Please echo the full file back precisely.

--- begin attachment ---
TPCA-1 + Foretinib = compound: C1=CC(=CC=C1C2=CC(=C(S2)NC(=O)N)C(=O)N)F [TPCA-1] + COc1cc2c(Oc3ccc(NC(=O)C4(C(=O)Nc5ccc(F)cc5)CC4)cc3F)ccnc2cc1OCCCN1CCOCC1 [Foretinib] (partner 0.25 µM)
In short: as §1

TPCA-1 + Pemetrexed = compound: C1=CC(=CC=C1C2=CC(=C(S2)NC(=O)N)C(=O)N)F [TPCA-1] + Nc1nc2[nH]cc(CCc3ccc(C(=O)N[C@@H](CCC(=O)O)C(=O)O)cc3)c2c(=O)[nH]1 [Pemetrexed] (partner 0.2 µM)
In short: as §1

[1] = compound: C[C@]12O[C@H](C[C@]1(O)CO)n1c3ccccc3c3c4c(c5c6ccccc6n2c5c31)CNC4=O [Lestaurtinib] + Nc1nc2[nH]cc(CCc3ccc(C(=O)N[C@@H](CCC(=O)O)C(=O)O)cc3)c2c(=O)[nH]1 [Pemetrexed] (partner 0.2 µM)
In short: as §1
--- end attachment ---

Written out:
TPCA-1 + Foretinib = compound: C1=CC(=CC=C1C2=CC(=C(S2)NC(=O)N)C(=O)N)F [TPCA-1] + COc1cc2c(Oc3ccc(NC(=O)C4(C(=O)Nc5ccc(F)cc5)CC4)cc3F)ccnc2cc1OCCCN1CCOCC1 [Foretinib] (partner 0.25 µM)
In short: as §1

TPCA-1 + Pemetrexed = compound: C1=CC(=CC=C1C2=CC(=C(S2)NC(=O)N)C(=O)N)F [TPCA-1] + Nc1nc2[nH]cc(CCc3ccc(C(=O)N[C@@H](CCC(=O)O)C(=O)O)cc3)c2c(=O)[nH]1 [Pemetrexed] (partner 0.2 µM)
In short: as §1

[1] = compound: C[C@]12O[C@H](C[C@]1(O)CO)n1c3ccccc3c3c4c(c5c6ccccc6n2c5c31)CNC4=O [Lestaurtinib] + Nc1nc2[nH]cc(CCc3ccc(C(=O)N[C@@H](CCC(=O)O)C(=O)O)cc3)c2c(=O)[nH]1 [Pemetrexed] (partner 0.2 µM)
In short: as §1